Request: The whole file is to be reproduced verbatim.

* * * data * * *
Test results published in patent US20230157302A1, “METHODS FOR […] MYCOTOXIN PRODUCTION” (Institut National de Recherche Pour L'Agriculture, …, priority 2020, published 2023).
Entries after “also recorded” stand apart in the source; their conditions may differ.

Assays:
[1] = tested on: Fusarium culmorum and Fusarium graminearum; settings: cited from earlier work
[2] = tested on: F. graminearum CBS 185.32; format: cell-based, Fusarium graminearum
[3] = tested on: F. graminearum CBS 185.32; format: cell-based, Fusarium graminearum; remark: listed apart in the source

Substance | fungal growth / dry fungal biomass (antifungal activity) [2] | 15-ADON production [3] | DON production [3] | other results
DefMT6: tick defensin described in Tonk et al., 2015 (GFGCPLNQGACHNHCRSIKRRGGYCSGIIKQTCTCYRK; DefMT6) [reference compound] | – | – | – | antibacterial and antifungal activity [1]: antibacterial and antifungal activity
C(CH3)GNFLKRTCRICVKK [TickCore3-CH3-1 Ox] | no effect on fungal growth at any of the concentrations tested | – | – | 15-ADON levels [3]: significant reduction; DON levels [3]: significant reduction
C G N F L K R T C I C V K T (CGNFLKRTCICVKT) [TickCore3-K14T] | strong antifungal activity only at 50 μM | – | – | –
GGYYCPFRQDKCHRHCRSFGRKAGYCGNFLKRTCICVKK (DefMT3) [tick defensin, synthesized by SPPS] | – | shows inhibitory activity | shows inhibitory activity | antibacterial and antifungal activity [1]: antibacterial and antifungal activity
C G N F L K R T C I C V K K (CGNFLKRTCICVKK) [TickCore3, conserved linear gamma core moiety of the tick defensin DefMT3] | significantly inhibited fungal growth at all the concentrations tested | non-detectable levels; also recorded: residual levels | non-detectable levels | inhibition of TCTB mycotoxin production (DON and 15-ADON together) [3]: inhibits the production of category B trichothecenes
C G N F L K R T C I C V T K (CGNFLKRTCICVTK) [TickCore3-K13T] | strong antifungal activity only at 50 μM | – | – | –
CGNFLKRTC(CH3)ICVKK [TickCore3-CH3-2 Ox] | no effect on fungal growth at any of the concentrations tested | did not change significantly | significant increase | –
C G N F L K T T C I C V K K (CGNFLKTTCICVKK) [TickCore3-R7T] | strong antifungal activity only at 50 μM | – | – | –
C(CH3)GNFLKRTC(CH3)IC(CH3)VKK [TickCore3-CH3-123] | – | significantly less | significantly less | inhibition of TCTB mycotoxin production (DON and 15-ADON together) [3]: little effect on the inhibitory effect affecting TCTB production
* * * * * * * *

Test results published in patent US20230157302A1, “METHODS FOR […] MYCOTOXIN PRODUCTION” (Institut National de Recherche Pour L'Agriculture, …, priority 2020, published 2023).
Entries after “also recorded” stand apart in the source; their conditions may differ.

Assays:
[1] = tested on: Fusarium culmorum and Fusarium graminearum; settings: cited from earlier work
[2] = tested on: F. graminearum CBS 185.32; format: cell-based, Fusarium graminearum
[3] = tested on: F. graminearum CBS 185.32; format: cell-based, Fusarium graminearum; remark: listed apart in the source

Substance | fungal growth / dry fungal biomass (antifungal activity) [2] | 15-ADON production [3] | DON production [3] | other results
DefMT6: tick defensin described in Tonk et al., 2015 (GFGCPLNQGACHNHCRSIKRRGGYCSGIIKQTCTCYRK; DefMT6) [reference compound] | – | – | – | antibacterial and antifungal activity [1]: antibacterial and antifungal activity
C(CH3)GNFLKRTCRICVKK [TickCore3-CH3-1 Ox] | no effect on fungal growth at any of the concentrations tested | – | – | 15-ADON levels [3]: significant reduction; DON levels [3]: significant reduction
C G N F L K R T C I C V K T (CGNFLKRTCICVKT) [TickCore3-K14T] | strong antifungal activity only at 50 μM | – | – | –
GGYYCPFRQDKCHRHCRSFGRKAGYCGNFLKRTCICVKK (DefMT3) [tick defensin, synthesized by SPPS] | – | shows inhibitory activity | shows inhibitory activity | antibacterial and antifungal activity [1]: antibacterial and antifungal activity
C G N F L K R T C I C V K K (CGNFLKRTCICVKK) [TickCore3, conserved linear gamma core moiety of the tick defensin DefMT3] | significantly inhibited fungal growth at all the concentrations tested | non-detectable levels; also recorded: residual levels | non-detectable levels | inhibition of TCTB mycotoxin production (DON and 15-ADON together) [3]: inhibits the production of category B trichothecenes
C G N F L K R T C I C V T K (CGNFLKRTCICVTK) [TickCore3-K13T] | strong antifungal activity only at 50 μM | – | – | –
CGNFLKRTC(CH3)ICVKK [TickCore3-CH3-2 Ox] | no effect on fungal growth at any of the concentrations tested | did not change significantly | significant increase | –
C G N F L K T T C I C V K K (CGNFLKTTCICVKK) [TickCore3-R7T] | strong antifungal activity only at 50 μM | – | – | –
C(CH3)GNFLKRTC(CH3)IC(CH3)VKK [TickCore3-CH3-123] | – | significantly less | significantly less | inhibition of TCTB mycotoxin production (DON and 15-ADON together) [3]: little effect on the inhibitory effect affecting TCTB production